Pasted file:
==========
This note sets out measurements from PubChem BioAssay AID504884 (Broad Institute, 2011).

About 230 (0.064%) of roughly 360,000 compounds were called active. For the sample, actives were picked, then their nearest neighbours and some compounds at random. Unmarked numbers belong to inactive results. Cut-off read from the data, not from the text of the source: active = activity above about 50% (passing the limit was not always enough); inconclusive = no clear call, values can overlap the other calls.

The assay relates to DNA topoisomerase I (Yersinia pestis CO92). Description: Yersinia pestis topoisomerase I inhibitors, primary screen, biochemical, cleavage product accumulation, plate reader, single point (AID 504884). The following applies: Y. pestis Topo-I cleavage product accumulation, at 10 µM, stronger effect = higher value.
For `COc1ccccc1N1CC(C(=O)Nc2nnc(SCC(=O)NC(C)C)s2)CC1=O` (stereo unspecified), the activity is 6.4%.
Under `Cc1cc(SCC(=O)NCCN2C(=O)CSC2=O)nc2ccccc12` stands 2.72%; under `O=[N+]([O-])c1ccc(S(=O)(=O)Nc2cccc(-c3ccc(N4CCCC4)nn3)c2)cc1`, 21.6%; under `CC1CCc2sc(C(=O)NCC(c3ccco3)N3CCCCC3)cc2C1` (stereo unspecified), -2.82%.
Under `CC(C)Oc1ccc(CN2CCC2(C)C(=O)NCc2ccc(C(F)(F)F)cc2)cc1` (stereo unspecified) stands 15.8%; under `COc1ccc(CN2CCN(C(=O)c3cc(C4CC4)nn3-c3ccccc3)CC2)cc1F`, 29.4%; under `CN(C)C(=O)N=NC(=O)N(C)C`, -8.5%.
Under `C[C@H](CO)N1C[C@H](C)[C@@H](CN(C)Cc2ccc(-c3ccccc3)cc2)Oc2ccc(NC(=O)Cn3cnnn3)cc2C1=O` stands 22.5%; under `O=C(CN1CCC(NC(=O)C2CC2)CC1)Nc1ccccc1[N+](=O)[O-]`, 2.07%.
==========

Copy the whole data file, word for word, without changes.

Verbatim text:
This note sets out measurements from PubChem BioAssay AID504884 (Broad Institute, 2011).

About 230 (0.064%) of roughly 360,000 compounds were called active. For the sample, actives were picked, then their nearest neighbours and some compounds at random. Unmarked numbers belong to inactive results. Cut-off read from the data, not from the text of the source: active = activity above about 50% (passing the limit was not always enough); inconclusive = no clear call, values can overlap the other calls.

The assay relates to DNA topoisomerase I (Yersinia pestis CO92). Description: Yersinia pestis topoisomerase I inhibitors, primary screen, biochemical, cleavage product accumulation, plate reader, single point (AID 504884). The following applies: Y. pestis Topo-I cleavage product accumulation, at 10 µM, stronger effect = higher value.
For `COc1ccccc1N1CC(C(=O)Nc2nnc(SCC(=O)NC(C)C)s2)CC1=O` (stereo unspecified), the activity is 6.4%.
Under `Cc1cc(SCC(=O)NCCN2C(=O)CSC2=O)nc2ccccc12` stands 2.72%; under `O=[N+]([O-])c1ccc(S(=O)(=O)Nc2cccc(-c3ccc(N4CCCC4)nn3)c2)cc1`, 21.6%; under `CC1CCc2sc(C(=O)NCC(c3ccco3)N3CCCCC3)cc2C1` (stereo unspecified), -2.82%.
Under `CC(C)Oc1ccc(CN2CCC2(C)C(=O)NCc2ccc(C(F)(F)F)cc2)cc1` (stereo unspecified) stands 15.8%; under `COc1ccc(CN2CCN(C(=O)c3cc(C4CC4)nn3-c3ccccc3)CC2)cc1F`, 29.4%; under `CN(C)C(=O)N=NC(=O)N(C)C`, -8.5%.
Under `C[C@H](CO)N1C[C@H](C)[C@@H](CN(C)Cc2ccc(-c3ccccc3)cc2)Oc2ccc(NC(=O)Cn3cnnn3)cc2C1=O` stands 22.5%; under `O=C(CN1CCC(NC(=O)C2CC2)CC1)Nc1ccccc1[N+](=O)[O-]`, 2.07%.